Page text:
In an earlier blog I questioned the assumption that the golden ratio or golden rectangle somehow contributes to an artwork's beauty, proportion or harmony. Since then it occurred to me that the golden rectangle might not be so special if you could show that other rectangles have similar properties.

I now propose an alternative to the golden rectangle, which I call the green rectangle. Instead of a rectangle whose side lengths are in the golden ratio, that is, approximately 1:1.618, I propose a rectangle whose side lengths are in the ratio of approximately 1:2.414, the green ratio.

Two quantities (positive numbers), a and b, are said to be in the golden ratio if (a+b)/a = a/b. I propose that two quantities, a and b, be in the green ratio if (a+b)/(a-b) = a/b. If we define this ratio as χ, the Greek letter chi, this leads to:

χ² - 2χ - 1 = 0

The only positive solution to this equation is:

χ = 1 + √2, or 2.414 (approximately).

Here's the calculation:

(a+b)/(a-b) = a/b = χ

The right equation shows that a = bχ, which can be substituted in the left part, giving:

(bχ + b)/(bχ - b) = bχ/b

Canceling b yields:

(χ + 1)/(χ - 1) = χ

Multiplying both sides by (χ - 1) and rearranging terms leads to:

χ² - 2χ - 1 = 0

The only positive solution to this quadratic equation is:

χ = 1 + √2 = approximately 2.414

A green rectangle is a rectangle whose side lengths are in the green ratio. I call this the green rectangle because it is leaner than the rather squat golden rectangle. Stood vertically, a green rectangle is taller, thinner, more like the ideal modern figure. Projecting the short side to a square base yields a tall box with a smaller footprint, as well.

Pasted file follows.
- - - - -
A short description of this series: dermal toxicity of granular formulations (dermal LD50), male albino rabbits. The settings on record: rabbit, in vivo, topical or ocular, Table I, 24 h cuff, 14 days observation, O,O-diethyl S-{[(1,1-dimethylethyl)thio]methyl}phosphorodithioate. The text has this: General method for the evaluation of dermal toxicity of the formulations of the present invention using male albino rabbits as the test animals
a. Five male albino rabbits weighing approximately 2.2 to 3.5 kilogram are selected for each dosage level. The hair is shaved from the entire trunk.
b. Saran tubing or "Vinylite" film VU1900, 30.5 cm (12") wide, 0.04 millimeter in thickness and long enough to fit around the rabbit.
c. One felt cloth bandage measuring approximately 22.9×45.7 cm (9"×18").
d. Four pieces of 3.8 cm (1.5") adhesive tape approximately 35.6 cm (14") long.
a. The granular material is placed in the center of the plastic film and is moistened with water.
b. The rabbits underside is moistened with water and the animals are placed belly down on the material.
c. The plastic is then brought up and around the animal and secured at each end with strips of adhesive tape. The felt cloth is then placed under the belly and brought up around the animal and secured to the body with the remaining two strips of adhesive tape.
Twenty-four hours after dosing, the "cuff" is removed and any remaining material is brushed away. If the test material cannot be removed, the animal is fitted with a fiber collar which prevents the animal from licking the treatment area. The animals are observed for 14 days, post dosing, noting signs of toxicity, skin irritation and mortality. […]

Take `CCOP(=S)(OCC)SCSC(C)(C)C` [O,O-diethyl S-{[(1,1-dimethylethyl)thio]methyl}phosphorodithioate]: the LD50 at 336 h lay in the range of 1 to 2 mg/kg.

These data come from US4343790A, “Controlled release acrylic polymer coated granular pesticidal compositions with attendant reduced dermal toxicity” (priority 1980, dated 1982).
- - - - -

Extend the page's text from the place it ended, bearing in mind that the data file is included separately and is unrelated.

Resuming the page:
A not so distinctive feature of the golden rectangle is that when a square section is removed, the remainder is another rectangle with the same proportions as the first. Similarly, a feature of the green rectangle is that when two square sections are removed, the remainder is another green rectangle with the same proportions as the first.

Proof:

The long side of the remaining rectangle is 1 and the short side is 1 + √2 - 2.

1 / (1 + √2 - 2) =

1 / (-1 + √2) =

(-1 - √2)(1) / (-1 - √2)(-1 + √2) =

(-1 - √2) / (1 - √2 + √2 - 2) =

(-1 - √2) / -1 =

1 + √2

Double square removal can be repeated infinitely, which leads to an approximation of what I will call the "green spiral", similar to a golden spiral. Compared to a golden spiral, a green spiral is stretched, being made from quarter-ellipses, rather than quarter-circles. At any rate, using quarter-circles to generate a spiral is actually called a Fibonacci spiral, and only approximates a golden spiral. Perhaps a green spiral approximates a hyperbolic spiral — the math is beyond me. [Add a drawing of a green spiral and a hyperbolic spiral (with a=?) around the same center point.]

I don't deny that the golden rectangle is aesthetically pleasing. However, I don't think there's any proof that a connection exists between the math of the golden ratio and the beauty of a regular rectangle with proportions not too wide, not too thin.

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